Why Accessibility in University Computer Labs Matters
January 22, 2019 | Students
LabStats can help improve accessibility to campus IT resources with tags and live computer availability maps.
How often do colleges in America get sued for violations of the Americans with Disabilities Act? The U.S. Department of Justice (DOJ) received 6,391 accessibility complaints in the fiscal year 2015 – representing a 40% increase over claims in the prior fiscal year. Clearly, this is a problem that should be dealt with sooner, rather than later.
Americans with Disabilities Act
ADA, the Americans with Disabilities Act, became law in 1990. This Act prohibits discrimination against individuals with disabilities in all areas of public life, including jobs, schools, transportation, and all public and private places that are open to the general public. This obviously includes public elementary and secondary schools. But it also affects post-secondary schools. According to the National Center for Education Statistics (NCES), approximately 11 percent of undergraduates reported having a disability in the 2007-08 and 2011-12 academic years, and an unknown number never officially declare them. It is an undeniable fact that colleges across the country have students with disabilities that require accommodations.
Even though colleges are not required to accept everyone who applies, they are legally obligated to make accommodations for those students who need additional resources. And with all the wonderful technology available to us today, it’s easier than ever! Unfortunately, universities are facing an epidemic of lawsuits because they are not protecting themselves by making a plan for accommodations nor taking preventative action, preferring the “fix it once it’s a problem” philosophy.
What accessibility personnel and lab managers need is a way to track and communicate the amount of accessible tech available at any given time on their campus. LabStats can help improve accessibility to campus IT resources with the tags feature and LabMaps.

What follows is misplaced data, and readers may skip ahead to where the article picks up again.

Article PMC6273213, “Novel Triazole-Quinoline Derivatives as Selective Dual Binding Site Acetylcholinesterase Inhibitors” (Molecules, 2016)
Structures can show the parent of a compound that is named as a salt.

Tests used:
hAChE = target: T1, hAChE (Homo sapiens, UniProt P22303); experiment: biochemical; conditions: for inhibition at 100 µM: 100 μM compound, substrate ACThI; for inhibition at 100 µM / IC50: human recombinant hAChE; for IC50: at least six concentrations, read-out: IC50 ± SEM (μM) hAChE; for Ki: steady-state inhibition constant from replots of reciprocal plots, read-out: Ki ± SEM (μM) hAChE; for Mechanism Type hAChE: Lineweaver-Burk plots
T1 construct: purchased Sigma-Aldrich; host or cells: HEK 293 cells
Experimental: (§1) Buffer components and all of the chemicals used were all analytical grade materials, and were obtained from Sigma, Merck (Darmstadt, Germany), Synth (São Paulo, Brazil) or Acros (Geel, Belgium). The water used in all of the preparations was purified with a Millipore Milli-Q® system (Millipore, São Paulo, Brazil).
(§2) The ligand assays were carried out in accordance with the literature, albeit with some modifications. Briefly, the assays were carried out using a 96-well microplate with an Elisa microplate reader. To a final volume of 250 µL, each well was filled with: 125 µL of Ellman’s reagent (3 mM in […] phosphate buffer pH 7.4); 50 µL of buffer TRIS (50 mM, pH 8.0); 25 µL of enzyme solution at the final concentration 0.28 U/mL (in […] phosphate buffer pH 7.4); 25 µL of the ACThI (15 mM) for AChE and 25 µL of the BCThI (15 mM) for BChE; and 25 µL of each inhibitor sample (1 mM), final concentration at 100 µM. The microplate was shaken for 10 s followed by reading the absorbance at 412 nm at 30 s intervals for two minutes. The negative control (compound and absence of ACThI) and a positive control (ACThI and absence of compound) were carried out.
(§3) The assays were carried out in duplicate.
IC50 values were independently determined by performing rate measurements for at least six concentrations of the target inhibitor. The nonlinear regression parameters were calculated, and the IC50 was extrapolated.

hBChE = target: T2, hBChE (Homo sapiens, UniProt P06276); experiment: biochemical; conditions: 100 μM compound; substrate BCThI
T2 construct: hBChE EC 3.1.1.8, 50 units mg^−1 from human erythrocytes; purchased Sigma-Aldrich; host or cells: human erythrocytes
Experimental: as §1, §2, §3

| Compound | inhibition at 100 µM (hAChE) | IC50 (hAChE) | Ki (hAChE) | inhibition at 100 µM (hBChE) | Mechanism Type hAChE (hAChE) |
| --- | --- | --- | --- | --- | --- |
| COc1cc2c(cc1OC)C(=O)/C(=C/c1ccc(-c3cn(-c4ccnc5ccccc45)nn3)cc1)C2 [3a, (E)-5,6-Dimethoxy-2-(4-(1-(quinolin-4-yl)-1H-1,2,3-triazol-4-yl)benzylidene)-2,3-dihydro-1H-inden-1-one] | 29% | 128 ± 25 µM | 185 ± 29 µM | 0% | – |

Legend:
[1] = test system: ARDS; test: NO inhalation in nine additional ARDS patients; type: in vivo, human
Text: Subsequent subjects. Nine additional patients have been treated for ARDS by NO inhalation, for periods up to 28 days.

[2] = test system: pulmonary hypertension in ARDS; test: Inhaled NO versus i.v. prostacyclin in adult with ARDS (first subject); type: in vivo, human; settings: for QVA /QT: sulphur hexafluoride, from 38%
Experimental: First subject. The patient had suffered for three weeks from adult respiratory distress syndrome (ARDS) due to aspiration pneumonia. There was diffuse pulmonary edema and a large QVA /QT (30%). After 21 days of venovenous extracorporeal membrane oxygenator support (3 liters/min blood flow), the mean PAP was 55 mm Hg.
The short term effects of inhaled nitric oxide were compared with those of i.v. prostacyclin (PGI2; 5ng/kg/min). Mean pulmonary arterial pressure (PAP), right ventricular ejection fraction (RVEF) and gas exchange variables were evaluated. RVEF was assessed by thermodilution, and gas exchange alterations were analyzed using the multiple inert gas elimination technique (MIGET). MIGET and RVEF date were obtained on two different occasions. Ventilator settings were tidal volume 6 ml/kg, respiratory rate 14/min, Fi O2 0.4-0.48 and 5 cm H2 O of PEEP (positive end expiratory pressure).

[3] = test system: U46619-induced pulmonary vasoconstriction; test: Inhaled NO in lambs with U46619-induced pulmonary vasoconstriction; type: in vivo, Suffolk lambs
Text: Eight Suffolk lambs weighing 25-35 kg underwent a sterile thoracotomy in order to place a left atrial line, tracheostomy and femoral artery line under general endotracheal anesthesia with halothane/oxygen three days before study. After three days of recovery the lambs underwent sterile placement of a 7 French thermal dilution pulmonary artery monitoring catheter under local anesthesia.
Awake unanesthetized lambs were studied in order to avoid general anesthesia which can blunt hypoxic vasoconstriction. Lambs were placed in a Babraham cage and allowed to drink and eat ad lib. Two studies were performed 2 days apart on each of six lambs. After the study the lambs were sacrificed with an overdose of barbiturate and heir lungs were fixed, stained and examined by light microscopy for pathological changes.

What You Can Do to Meet Accessibility Requirements
Within the LabStats software, you can identify accessible technology and then track it’s usage across campus. Tagging can be used to track students and their usage history, specific types of tech, and accessible software and hardware like wheelchair accessible computers, touch screens, speak to write computers, etc. Then you can run reports on who’s using them, how long they’re using them, and what they’re using them for.
With this data in hand, you can make changes to better serve students with disabilities. If you see that the wheelchair accessible computer on the second floor lab is never being used by those who need it, you might consider moving it to the first floor. If the touch screen computers are almost constantly being used, it might be wise to invest in more. The idea is to be aware of your equipment and how that equipment is being used.
You can also use the LabStats software to display accessible technology to students. LabMaps, a feature that displays a map of the computer stations available or in-use on campus, indicates where types of accommodation are on campus for users in need. A student who needs to have a private room to work in will need to know where to go; a student in a wheelchair needs an accessible desk; and a student with limited hand movement will need a mouse with a trackball for easier manipulation. Unless they know where these services are located and whether or not they’re available, those resources won’t be useful to them or the university.
Students with disabilities deserve to have a college experience just like everyone else, and they need access to the correct equipment in order to do so. There’s a great opportunity to ensure every students’ needs are being accommodated while also making sure your school’s resources are being optimized. LabStats can help you.